Monday, December 29, 2008

Discover LA: Farmer John's Hog Wild Mural in Vernon

Other than being a great foodie town, LA has much to offer and while this blog will still be primarily about my culinary experiences, I also wanted to share with you other things about LA that have definitely made me smile, think, chuckle, appreciate and so much more and hopefully, they'll also help you discover an LA you've never known before and may want to know better.

If you're one who likes to go hog wild, you may find the mural surrounding the Farmer John Brand Clougherty Meat Packing Company in Vernon, CA, just your thing. It certainly got my attention - so much so that I whipped out my camera and took photos from one end of the mural to the other.

The mural basically depicts farm landscapes where you can see fields, trees, corn, barns, etc and of course, lots of pigs, big and small. Some of the pigs are happy and carefree, either laying in the grass, playing in the mud or with each other, flying airplanes, sleeping in hammocks and interacting with everyone from a buxom hill billy gal to keeping a boy company while he's fishing to pulling a wagon for a Gladiator wanna-be.

Other pigs are trotting happily following a road and "Farmer John" signs to what they think is probably OZ, but is actually a smokehouse or a greased pig contest. A variety of other animals also grace this mural like dogs, chicks, quails, hawks, crows and probably even more that I may have missed this time around.

If you'd like to know the history of this mural, it basically goes like this. In 1957, Barney Clougherty, then owner of Farmer John, was approached by Les Grimes, a talented painter of scenic backgrounds for Hollywood movie sets, to decorate the outside of his building. With Barney's blessing, Grimes spent the next eleven years working on his "masterpiece." Unfortunately, Grimes died in a fall from a fifty- foot scaffolding he was using to paint a portion of the sky on the mural.

After Grimes' death, Clougherty hired Arno Jordan to finish the murals. Arno Jordan continued the legacy by painting new murals and restoring Grimes' originals. To noted art dealer Ivan C. Karp, the murals are "a fundamental tract for West Coast vernacular painting." What's great about this mural is that it includes several gatefold plates of entire walls. Now that's some great detail. The plant was purchased by Hormel who intends to maintain the murals.

To see the the photos I took of the mural, go to:

To check out the mural for yourself, here's the address below:

Farmer John
3049 E. Vernon Avenue
Vernon, CA 90058

Tuesday, December 16, 2008

Korean Soon Tofu Soup Explorations in Koreatown and SGV

The chill is in the air (literally), which means it's perfect soup weather and if you're someone like me who loves strong, bold flavors than sometimes the only kind of soup that will do is Korean Soon Tofu or Dubu (depending on who you ask). But before I talk about 6 restaurants that serve these sizzling bowls of tofu soup, let's learn a little more about tofu and Korean tofu soups.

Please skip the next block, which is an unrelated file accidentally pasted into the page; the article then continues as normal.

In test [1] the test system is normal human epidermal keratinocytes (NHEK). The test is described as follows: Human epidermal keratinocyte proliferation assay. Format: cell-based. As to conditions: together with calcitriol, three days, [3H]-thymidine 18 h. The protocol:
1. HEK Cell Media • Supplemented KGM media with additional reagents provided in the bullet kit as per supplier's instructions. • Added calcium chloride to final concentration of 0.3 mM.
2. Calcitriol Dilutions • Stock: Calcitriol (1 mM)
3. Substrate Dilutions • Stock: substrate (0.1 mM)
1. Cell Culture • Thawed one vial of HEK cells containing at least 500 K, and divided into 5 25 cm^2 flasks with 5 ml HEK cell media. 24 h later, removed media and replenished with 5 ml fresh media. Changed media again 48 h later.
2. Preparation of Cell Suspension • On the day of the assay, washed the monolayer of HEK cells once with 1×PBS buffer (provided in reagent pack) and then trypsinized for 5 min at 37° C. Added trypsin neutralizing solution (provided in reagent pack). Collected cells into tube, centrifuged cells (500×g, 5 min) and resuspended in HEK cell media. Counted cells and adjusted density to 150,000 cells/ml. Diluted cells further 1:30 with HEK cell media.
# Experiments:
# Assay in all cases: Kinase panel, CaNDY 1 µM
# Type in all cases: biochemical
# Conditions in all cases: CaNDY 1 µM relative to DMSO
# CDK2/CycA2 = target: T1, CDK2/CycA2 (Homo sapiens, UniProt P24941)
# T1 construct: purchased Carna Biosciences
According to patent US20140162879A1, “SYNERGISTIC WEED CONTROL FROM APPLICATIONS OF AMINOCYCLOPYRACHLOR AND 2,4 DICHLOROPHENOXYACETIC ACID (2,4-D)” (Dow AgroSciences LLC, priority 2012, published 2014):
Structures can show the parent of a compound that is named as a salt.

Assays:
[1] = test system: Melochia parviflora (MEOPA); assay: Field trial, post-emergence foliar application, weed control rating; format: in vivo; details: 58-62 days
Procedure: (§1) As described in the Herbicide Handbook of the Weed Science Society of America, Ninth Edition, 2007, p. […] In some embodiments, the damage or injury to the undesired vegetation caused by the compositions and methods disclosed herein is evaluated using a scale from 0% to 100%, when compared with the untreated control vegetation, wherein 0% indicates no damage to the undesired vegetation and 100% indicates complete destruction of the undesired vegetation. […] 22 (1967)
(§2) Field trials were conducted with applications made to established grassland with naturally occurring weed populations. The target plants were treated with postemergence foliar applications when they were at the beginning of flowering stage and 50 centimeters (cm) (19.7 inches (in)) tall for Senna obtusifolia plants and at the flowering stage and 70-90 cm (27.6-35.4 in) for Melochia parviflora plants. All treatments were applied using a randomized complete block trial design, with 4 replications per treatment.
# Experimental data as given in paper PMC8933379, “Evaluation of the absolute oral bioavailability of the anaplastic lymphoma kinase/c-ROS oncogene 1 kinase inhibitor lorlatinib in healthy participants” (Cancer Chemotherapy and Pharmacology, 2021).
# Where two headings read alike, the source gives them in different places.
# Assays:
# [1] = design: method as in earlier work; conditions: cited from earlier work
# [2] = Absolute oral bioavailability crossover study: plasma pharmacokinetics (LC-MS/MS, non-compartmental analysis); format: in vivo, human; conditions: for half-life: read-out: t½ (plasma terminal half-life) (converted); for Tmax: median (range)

What is Tofu?

Before we can even delve into Korean Soon Tofu Soup, first, a quick introduction for tofu itself. Tofu (the Japanese "Romaji" spelling), also called doufu (the Chinese "Pinyin" spelling often used in
Chinese recipes) or bean curd (the literal translation), is a food of Chinese origin, made by coagulating soy milk, and then pressing the resulting curds into blocks. The making of tofu from soy milk is similar to the technique of making cheese from milk. Wheat gluten, or seitan, in its steamed and fried forms, is often mistakenly called "tofu" in Asian or vegetarian dishes.

There are basically three types of tofu: soft/silken tofu, Asian firm tofu and Western firm/dried tofu. For Korean Soon Tofu Soups, the tofu of choice is the soft/silken tofu.

What is Soft/Silken Tofu?

This undrained tofu contains the highest moisture content of all fresh tofus. Its texture can be described as similar to that of very fine custard. In Korea and Japan, traditional soft tofu is made with seawater which has an
even higher moisture content and is often eaten as a dessert, but sometimes with salty pickles or hot sauce added instead. Because it is nearly impossible to pick up this type of tofu with chopsticks, it is generally eaten with a spoon.

What is Korean Soon Tofu Soup?

In Korea, tofu is often served not as a substitute for meat, but alongside it, with a small amount of meat flavoring enriching the silken tofu, which adds its incomparable body and mouth feel.

The Korean specialty soon dubu (tofu) chigae (soup or stew) combines soft tofu, spicy broth and bits of meat or seafood or kimchi. Like all Korean soups and stews, it is served hot enough to boil an egg, which is exactly what you do; at "soon houses" all over the world.

Now that you've learned m
ore about Korean Soon Tofu Soup, let's talk about some Korean Soon Tofu Houses in the LA area that you may or may not wish to check out for yourself.

BCD Tofu House

I've heard people refer to BCD Tofu House as the McDonald's of Tofu Houses in general. Now this could be a bad thing or a good thing depending on how you feel about McDonald's. I decided to go with an open mind, although I mentally prepared myself for food that might probably be just ok. Lo and behold, it was just ok, if not disappointing. The panchan was pretty uninspired with the fried fish, more chewy than crispy and with kimchi that was downright bland. Both the pork bulgogi and beef kalbi had at least some flavorand a little bit of caramelization from being grilled, but both meat dishes were too oily.